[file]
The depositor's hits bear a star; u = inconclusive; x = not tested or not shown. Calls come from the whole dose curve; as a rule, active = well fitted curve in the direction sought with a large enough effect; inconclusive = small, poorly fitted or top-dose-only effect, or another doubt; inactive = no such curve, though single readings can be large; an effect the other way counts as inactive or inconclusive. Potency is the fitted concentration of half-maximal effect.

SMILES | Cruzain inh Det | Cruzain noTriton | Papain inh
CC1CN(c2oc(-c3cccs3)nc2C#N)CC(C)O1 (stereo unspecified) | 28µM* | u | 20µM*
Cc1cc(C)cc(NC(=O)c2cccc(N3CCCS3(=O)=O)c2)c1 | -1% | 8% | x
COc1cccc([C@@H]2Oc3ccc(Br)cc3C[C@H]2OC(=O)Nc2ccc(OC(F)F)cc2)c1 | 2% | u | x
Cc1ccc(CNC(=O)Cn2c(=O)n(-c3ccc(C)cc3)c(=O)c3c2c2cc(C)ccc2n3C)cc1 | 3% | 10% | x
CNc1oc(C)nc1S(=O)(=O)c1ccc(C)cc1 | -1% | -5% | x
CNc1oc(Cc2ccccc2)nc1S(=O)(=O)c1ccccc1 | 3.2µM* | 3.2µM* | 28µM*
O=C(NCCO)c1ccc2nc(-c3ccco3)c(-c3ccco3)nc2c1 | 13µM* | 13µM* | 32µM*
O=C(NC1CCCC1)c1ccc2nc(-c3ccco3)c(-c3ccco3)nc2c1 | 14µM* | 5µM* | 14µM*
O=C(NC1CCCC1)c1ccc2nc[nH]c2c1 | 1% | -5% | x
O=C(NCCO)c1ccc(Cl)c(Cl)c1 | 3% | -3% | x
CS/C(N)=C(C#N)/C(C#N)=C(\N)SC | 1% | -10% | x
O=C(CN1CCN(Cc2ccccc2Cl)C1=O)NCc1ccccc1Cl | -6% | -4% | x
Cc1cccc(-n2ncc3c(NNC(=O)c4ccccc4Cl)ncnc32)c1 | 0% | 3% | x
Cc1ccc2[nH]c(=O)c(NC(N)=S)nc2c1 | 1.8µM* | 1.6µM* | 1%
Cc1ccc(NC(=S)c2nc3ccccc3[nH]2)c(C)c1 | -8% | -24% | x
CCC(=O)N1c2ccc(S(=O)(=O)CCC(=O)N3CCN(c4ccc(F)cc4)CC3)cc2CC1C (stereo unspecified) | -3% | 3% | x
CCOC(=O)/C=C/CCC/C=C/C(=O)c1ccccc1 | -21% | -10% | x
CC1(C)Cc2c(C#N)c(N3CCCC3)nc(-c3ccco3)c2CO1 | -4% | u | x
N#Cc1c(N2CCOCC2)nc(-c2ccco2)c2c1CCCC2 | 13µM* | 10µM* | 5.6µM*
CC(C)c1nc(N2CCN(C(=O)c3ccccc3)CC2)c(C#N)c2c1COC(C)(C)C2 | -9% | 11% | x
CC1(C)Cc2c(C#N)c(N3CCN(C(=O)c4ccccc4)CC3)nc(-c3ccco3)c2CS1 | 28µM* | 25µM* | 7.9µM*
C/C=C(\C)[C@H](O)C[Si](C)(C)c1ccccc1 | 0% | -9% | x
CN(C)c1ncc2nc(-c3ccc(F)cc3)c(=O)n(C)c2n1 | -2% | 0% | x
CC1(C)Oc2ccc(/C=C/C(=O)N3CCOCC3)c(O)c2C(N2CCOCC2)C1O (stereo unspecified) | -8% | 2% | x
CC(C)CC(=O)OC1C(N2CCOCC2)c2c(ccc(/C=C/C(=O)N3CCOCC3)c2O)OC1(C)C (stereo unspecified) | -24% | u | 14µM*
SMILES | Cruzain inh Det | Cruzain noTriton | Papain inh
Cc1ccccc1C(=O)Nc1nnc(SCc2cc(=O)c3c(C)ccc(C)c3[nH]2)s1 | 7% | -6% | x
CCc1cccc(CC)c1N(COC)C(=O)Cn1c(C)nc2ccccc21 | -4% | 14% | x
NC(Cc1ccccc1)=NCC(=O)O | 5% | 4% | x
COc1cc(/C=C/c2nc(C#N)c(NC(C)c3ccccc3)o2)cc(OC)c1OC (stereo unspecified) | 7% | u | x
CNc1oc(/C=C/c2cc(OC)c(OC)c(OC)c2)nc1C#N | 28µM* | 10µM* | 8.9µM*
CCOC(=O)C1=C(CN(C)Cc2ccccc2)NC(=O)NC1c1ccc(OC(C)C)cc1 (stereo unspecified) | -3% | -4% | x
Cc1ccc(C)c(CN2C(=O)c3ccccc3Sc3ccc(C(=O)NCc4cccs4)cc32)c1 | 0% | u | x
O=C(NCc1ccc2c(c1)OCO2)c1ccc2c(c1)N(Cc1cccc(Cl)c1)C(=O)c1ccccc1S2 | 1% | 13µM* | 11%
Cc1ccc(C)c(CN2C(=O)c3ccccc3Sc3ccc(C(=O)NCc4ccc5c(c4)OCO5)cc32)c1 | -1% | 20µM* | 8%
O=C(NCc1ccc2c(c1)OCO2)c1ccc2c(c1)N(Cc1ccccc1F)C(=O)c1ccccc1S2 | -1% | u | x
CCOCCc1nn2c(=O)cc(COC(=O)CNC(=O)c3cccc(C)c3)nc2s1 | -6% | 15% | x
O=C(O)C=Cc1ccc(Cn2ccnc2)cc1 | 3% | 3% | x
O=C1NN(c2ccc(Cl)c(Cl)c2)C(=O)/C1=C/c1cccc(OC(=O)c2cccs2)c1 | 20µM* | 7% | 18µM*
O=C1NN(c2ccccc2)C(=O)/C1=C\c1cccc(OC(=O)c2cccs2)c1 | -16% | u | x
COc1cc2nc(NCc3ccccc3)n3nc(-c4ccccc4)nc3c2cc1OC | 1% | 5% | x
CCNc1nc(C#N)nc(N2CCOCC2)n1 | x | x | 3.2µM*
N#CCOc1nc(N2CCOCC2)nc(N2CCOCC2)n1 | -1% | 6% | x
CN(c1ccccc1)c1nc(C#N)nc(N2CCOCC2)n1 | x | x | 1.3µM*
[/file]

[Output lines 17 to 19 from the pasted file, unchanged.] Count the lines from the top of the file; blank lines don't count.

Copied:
Cc1ccc(NC(=S)c2nc3ccccc3[nH]2)c(C)c1 | -8% | -24% | x
CCC(=O)N1c2ccc(S(=O)(=O)CCC(=O)N3CCN(c4ccc(F)cc4)CC3)cc2CC1C (stereo unspecified) | -3% | 3% | x
CCOC(=O)/C=C/CCC/C=C/C(=O)c1ccccc1 | -21% | -10% | x